The felony murder rule is one of the most controversial doctrines in all of criminal law. Normally, to be guilty of murder you must either intend for the victim to die or act with reckless disregard for life. Under the felony murder rule, however, you can be charged with murder if you participate in a felony that results in a death, even if you didn’t intend for anyone to die – all you have to do is intend to commit the underlying felony.
If your gun accidentally discharges and kills someone during the commission of a felony, for example, you might be charged with felony murder. The felony murder rule eliminates the need for the prosecutor to undertake the sometimes difficult task of proving that you intended to kill someone. Furthermore, since Georgia doesn’t recognize degrees of murder, your lack of intent to kill would not even be enough to reduce the charge to second-degree murder.
Not all felonies trigger the felony murder rule – only “inherently dangerous” felonies do, such as bank robbery, in which a death is reasonably foreseeable, even if not intended. You might be charged with felony murder if a death occurs during the commission of robbery, rape, arson, kidnapping, burglary, or running from the police, among other felonies. Nevertheless, you cannot be convicted of felony murder in every instance of these crimes – whether or not the felony murder rule applies depends on the specific facts of each individual case. The key issue is whether a death was reasonably foreseeable under the circumstances, not whether it was likely to occur or not.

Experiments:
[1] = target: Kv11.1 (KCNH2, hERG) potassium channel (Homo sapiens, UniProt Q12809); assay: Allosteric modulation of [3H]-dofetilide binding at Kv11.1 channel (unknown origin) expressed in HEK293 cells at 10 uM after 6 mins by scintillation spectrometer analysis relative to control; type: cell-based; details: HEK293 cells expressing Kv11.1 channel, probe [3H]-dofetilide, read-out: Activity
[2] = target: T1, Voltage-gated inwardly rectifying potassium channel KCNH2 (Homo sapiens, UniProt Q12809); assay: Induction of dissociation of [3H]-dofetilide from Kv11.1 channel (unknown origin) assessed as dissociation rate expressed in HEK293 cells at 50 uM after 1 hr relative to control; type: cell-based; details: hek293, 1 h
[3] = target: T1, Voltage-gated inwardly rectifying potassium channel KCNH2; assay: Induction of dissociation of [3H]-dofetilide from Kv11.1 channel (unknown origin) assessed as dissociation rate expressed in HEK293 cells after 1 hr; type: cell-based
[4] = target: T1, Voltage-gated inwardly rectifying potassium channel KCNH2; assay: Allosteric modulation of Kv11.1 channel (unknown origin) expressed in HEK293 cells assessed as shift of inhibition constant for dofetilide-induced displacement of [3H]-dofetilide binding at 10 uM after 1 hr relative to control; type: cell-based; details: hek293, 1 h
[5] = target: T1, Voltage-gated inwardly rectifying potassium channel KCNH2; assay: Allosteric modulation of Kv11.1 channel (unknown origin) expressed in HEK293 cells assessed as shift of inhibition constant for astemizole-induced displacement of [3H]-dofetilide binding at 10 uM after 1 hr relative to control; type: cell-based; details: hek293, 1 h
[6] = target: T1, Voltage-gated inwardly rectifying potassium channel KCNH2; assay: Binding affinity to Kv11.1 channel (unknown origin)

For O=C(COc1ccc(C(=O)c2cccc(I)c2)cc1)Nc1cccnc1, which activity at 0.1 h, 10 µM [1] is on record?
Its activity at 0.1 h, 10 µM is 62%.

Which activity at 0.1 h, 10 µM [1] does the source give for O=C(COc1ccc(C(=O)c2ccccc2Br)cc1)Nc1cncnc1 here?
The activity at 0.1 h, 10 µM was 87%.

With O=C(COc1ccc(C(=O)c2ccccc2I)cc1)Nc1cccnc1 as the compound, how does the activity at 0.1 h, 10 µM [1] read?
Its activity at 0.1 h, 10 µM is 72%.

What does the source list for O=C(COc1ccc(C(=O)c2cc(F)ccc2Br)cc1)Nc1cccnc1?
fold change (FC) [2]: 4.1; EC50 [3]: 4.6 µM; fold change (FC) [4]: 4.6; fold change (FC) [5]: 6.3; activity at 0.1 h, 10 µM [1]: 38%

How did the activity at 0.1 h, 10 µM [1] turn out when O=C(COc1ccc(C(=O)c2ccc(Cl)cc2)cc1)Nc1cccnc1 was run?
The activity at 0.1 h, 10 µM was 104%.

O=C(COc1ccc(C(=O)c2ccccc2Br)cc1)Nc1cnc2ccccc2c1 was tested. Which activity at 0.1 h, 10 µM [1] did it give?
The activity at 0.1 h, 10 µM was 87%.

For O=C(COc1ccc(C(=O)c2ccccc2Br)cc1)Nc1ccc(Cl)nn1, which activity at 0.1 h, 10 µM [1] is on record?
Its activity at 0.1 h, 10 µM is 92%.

Unfortunately, you can be charged with felony murder even if you didn’t kill anyone yourself. For example, if you participate in a robbery as the driver of the getaway car and the clerk shoots and kills your confederate in self-defense, you could be charged with the murder of your confederate even if you didn’t pull the trigger and didn’t even see the murder occur.
The minimum penalty for murder in Georgia, including felony murder, is life imprisonment. Although the death sentence is possible in more serious cases, the U.S. Constitution prevents it from being imposed unless the state can prove that you either intended to kill the victim or acted with reckless disregard for life.
At the ABT Law Firm, we can raise a number of defenses against a felony murder charge. We might argue, for example, that you did not commit the underlying felony, that the underlying felony was not an inherently dangerous one, or that the death of the victim was not reasonably foreseeable under the circumstances. However, keep in mind that our specific plan of attack depends upon the facts of your case, which we will review and assess at the time of your consultation.
A felony murder charge can place you in great legal danger. If you or someone you love has been charged with felony murder, call 1-800-NOJAIL-9 or 1-800-665-2459 immediately! We will use our decades of combined experience to get your charges dropped. We serve clients in Atlanta as well as all over Georgia, and we offer free initial consultations 24 hours a day, 7 days a week. If necessary, we will even come to jail to meet with you.